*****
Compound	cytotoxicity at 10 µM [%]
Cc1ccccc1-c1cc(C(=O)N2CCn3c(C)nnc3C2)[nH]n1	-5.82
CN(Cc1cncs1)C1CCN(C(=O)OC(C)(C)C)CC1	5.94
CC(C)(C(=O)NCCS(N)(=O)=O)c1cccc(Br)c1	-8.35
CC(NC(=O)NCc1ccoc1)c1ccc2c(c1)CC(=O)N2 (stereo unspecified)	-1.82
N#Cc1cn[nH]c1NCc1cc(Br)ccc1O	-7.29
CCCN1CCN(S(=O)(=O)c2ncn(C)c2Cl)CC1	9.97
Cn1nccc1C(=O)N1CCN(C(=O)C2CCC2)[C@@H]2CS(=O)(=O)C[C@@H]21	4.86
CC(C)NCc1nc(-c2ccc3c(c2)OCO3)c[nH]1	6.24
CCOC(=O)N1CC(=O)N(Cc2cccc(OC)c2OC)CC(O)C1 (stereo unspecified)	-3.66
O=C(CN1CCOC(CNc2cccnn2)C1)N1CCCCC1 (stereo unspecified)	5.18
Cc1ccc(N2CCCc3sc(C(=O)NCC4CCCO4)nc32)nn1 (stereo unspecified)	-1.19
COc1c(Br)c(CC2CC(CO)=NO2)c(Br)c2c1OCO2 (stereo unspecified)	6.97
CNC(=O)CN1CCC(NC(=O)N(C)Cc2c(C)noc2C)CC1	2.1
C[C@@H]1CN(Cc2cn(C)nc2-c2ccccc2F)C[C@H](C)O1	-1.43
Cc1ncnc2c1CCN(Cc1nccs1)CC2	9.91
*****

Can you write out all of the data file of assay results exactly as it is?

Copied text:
Compound	cytotoxicity at 10 µM [%]
Cc1ccccc1-c1cc(C(=O)N2CCn3c(C)nnc3C2)[nH]n1	-5.82
CN(Cc1cncs1)C1CCN(C(=O)OC(C)(C)C)CC1	5.94
CC(C)(C(=O)NCCS(N)(=O)=O)c1cccc(Br)c1	-8.35
CC(NC(=O)NCc1ccoc1)c1ccc2c(c1)CC(=O)N2 (stereo unspecified)	-1.82
N#Cc1cn[nH]c1NCc1cc(Br)ccc1O	-7.29
CCCN1CCN(S(=O)(=O)c2ncn(C)c2Cl)CC1	9.97
Cn1nccc1C(=O)N1CCN(C(=O)C2CCC2)[C@@H]2CS(=O)(=O)C[C@@H]21	4.86
CC(C)NCc1nc(-c2ccc3c(c2)OCO3)c[nH]1	6.24
CCOC(=O)N1CC(=O)N(Cc2cccc(OC)c2OC)CC(O)C1 (stereo unspecified)	-3.66
O=C(CN1CCOC(CNc2cccnn2)C1)N1CCCCC1 (stereo unspecified)	5.18
Cc1ccc(N2CCCc3sc(C(=O)NCC4CCCO4)nc32)nn1 (stereo unspecified)	-1.19
COc1c(Br)c(CC2CC(CO)=NO2)c(Br)c2c1OCO2 (stereo unspecified)	6.97
CNC(=O)CN1CCC(NC(=O)N(C)Cc2c(C)noc2C)CC1	2.1
C[C@@H]1CN(Cc2cn(C)nc2-c2ccccc2F)C[C@H](C)O1	-1.43
Cc1ncnc2c1CCN(Cc1nccs1)CC2	9.91